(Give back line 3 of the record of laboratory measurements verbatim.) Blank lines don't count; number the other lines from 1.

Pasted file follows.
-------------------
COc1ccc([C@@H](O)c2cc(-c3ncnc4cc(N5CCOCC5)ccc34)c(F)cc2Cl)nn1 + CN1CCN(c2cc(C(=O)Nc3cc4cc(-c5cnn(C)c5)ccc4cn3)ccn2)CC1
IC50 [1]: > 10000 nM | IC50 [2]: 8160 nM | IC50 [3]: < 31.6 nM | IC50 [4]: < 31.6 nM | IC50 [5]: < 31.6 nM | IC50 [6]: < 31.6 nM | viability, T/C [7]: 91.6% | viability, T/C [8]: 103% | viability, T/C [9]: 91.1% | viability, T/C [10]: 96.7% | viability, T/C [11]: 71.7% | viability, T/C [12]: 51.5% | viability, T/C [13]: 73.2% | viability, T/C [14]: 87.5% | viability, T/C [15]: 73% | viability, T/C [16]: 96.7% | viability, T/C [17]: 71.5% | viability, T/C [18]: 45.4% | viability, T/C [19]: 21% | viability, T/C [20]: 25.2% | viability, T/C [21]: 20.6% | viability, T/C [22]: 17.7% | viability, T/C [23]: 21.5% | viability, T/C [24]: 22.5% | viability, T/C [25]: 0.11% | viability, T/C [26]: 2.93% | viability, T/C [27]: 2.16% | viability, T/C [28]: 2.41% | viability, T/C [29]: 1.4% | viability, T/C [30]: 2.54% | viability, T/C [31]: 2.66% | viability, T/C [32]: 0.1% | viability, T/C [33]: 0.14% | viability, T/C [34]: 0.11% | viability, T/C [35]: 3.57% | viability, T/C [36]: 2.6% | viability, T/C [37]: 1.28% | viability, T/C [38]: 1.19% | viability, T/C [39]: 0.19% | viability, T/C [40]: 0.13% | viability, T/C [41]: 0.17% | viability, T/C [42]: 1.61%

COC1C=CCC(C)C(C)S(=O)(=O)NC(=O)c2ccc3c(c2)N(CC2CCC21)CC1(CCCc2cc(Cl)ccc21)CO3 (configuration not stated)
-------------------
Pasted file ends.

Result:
COC1C=CCC(C)C(C)S(=O)(=O)NC(=O)c2ccc3c(c2)N(CC2CCC21)CC1(CCCc2cc(Cl)ccc21)CO3 (configuration not stated)